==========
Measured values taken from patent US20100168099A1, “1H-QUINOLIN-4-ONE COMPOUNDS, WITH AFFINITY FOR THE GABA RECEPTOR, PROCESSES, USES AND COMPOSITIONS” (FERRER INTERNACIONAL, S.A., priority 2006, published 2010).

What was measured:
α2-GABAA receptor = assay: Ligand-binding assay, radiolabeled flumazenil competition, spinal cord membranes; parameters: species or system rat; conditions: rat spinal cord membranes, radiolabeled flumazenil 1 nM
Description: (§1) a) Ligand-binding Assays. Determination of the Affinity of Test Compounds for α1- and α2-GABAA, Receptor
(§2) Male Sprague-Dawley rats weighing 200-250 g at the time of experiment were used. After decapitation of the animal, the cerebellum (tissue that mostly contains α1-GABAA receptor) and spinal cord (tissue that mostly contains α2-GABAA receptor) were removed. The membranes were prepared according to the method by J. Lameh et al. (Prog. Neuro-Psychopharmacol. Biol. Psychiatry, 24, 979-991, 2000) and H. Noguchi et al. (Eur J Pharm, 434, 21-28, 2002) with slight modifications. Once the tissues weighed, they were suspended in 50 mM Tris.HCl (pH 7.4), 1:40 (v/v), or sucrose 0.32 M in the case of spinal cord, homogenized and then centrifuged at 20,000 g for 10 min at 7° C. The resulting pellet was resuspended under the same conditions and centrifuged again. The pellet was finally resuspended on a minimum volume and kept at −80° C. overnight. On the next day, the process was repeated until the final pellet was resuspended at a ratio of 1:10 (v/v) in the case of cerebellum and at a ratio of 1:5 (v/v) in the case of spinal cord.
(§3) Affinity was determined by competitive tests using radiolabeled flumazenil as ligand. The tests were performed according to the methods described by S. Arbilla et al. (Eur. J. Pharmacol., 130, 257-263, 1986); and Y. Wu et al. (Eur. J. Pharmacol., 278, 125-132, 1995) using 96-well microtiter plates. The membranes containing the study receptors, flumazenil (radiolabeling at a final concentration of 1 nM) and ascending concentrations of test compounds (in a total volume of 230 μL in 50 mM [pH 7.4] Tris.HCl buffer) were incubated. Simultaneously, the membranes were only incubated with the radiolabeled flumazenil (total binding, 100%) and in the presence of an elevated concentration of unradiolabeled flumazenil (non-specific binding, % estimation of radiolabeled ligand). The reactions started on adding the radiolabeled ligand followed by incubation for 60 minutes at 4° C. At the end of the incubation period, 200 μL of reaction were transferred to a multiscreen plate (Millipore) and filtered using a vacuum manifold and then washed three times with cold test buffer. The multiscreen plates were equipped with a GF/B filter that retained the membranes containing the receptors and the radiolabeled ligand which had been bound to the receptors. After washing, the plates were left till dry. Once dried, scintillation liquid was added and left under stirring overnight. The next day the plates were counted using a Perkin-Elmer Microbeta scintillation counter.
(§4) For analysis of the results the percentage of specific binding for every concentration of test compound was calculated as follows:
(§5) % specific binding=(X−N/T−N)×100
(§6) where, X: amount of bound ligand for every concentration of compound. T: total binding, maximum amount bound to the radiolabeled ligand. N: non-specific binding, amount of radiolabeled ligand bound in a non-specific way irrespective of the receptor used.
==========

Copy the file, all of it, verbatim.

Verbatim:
Measured values taken from patent US20100168099A1, “1H-QUINOLIN-4-ONE COMPOUNDS, WITH AFFINITY FOR THE GABA RECEPTOR, PROCESSES, USES AND COMPOSITIONS” (FERRER INTERNACIONAL, S.A., priority 2006, published 2010).

What was measured:
α2-GABAA receptor = assay: Ligand-binding assay, radiolabeled flumazenil competition, spinal cord membranes; parameters: species or system rat; conditions: rat spinal cord membranes, radiolabeled flumazenil 1 nM
Description: (§1) a) Ligand-binding Assays. Determination of the Affinity of Test Compounds for α1- and α2-GABAA, Receptor
(§2) Male Sprague-Dawley rats weighing 200-250 g at the time of experiment were used. After decapitation of the animal, the cerebellum (tissue that mostly contains α1-GABAA receptor) and spinal cord (tissue that mostly contains α2-GABAA receptor) were removed. The membranes were prepared according to the method by J. Lameh et al. (Prog. Neuro-Psychopharmacol. Biol. Psychiatry, 24, 979-991, 2000) and H. Noguchi et al. (Eur J Pharm, 434, 21-28, 2002) with slight modifications. Once the tissues weighed, they were suspended in 50 mM Tris.HCl (pH 7.4), 1:40 (v/v), or sucrose 0.32 M in the case of spinal cord, homogenized and then centrifuged at 20,000 g for 10 min at 7° C. The resulting pellet was resuspended under the same conditions and centrifuged again. The pellet was finally resuspended on a minimum volume and kept at −80° C. overnight. On the next day, the process was repeated until the final pellet was resuspended at a ratio of 1:10 (v/v) in the case of cerebellum and at a ratio of 1:5 (v/v) in the case of spinal cord.
(§3) Affinity was determined by competitive tests using radiolabeled flumazenil as ligand. The tests were performed according to the methods described by S. Arbilla et al. (Eur. J. Pharmacol., 130, 257-263, 1986); and Y. Wu et al. (Eur. J. Pharmacol., 278, 125-132, 1995) using 96-well microtiter plates. The membranes containing the study receptors, flumazenil (radiolabeling at a final concentration of 1 nM) and ascending concentrations of test compounds (in a total volume of 230 μL in 50 mM [pH 7.4] Tris.HCl buffer) were incubated. Simultaneously, the membranes were only incubated with the radiolabeled flumazenil (total binding, 100%) and in the presence of an elevated concentration of unradiolabeled flumazenil (non-specific binding, % estimation of radiolabeled ligand). The reactions started on adding the radiolabeled ligand followed by incubation for 60 minutes at 4° C. At the end of the incubation period, 200 μL of reaction were transferred to a multiscreen plate (Millipore) and filtered using a vacuum manifold and then washed three times with cold test buffer. The multiscreen plates were equipped with a GF/B filter that retained the membranes containing the receptors and the radiolabeled ligand which had been bound to the receptors. After washing, the plates were left till dry. Once dried, scintillation liquid was added and left under stirring overnight. The next day the plates were counted using a Perkin-Elmer Microbeta scintillation counter.
(§4) For analysis of the results the percentage of specific binding for every concentration of test compound was calculated as follows:
(§5) % specific binding=(X−N/T−N)×100
(§6) where, X: amount of bound ligand for every concentration of compound. T: total binding, maximum amount bound to the radiolabeled ligand. N: non-specific binding, amount of radiolabeled ligand bound in a non-specific way irrespective of the receptor used.